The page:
When she is more adjusted to her situation help her make a scrapbook of memories around this home.
I think it is clear from what she is saying that she is not saying "Can we walk through one more time so I can say goodbye", (for to ME, our homes are almost sentient beings). What she is saying is she wants to go home. And that can't happen.
It's heartbreaking, isn't it. And it is worth grieving, so allow her that and be honest with her.
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Reply to AlvaDeer

Please don't. My mom wanted to see the house, but I felt it was more distressing to her. I also had a very real fear of her getting in the house, then refusing to leave, as she wanted to go inside.

The nurse is at the assisted living told me a story of one family that takes their loved one by the house. Whenever he asks. Then they bring him back to the assisted living and he starts lashing out at everybody. I certainly wouldn't want to do that to the people that are caring for my mother.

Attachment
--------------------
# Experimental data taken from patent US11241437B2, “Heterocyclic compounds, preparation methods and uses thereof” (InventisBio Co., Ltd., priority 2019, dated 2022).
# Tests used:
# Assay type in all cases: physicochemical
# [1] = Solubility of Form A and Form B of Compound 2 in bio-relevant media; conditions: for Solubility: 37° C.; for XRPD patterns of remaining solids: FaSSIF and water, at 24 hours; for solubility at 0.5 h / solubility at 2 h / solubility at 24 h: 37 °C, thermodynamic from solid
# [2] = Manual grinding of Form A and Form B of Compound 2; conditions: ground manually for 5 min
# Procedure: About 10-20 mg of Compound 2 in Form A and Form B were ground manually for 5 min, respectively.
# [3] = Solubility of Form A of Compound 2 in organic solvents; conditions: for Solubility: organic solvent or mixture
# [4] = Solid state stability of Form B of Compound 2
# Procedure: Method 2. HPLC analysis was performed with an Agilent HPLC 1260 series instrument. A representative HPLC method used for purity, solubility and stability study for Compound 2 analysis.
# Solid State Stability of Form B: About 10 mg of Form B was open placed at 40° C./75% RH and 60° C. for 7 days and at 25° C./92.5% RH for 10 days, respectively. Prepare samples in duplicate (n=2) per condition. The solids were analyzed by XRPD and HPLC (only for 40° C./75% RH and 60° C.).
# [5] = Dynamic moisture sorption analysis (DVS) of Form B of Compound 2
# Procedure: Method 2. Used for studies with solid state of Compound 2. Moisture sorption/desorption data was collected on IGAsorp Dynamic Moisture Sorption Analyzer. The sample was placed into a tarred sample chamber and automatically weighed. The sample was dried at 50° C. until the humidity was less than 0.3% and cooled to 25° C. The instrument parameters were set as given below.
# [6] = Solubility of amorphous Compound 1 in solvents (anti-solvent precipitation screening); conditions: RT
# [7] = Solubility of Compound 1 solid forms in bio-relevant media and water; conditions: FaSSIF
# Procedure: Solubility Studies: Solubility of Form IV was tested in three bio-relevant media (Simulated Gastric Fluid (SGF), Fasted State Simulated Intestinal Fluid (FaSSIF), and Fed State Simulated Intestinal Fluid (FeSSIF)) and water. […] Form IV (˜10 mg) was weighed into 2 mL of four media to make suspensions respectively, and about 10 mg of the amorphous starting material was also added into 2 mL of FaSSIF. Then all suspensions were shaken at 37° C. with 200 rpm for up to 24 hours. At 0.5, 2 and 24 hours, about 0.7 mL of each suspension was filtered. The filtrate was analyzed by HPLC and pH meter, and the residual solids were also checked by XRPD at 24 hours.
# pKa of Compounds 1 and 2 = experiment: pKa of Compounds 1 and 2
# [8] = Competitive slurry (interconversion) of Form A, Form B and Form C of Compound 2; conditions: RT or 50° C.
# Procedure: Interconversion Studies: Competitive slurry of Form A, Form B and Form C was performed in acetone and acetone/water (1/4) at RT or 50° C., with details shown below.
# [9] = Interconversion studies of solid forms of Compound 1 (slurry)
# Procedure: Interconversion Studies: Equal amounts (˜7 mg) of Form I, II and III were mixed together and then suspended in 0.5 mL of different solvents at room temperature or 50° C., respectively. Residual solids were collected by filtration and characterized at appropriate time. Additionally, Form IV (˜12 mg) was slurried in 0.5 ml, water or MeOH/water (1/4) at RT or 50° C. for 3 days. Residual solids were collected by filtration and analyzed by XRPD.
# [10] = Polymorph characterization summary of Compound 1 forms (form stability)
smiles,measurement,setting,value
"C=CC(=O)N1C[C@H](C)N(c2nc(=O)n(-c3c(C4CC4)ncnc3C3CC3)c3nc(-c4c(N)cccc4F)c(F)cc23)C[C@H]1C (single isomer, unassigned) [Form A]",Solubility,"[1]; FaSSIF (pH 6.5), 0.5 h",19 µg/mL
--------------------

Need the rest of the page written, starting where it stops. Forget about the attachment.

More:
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Reply to darts1975

Are you sure she isn't in fact "sundowning"?

Asking to "go home" is a very common dementia behavior and they are really thinking "home" is their childhood home.

My (now deceased) Aunt lived in her own home and had adv dementia. Every afternoon like clockwork she'd start getting agitated and wanting to "go home". Even though she was sitting in the house that she'd been in since 1975.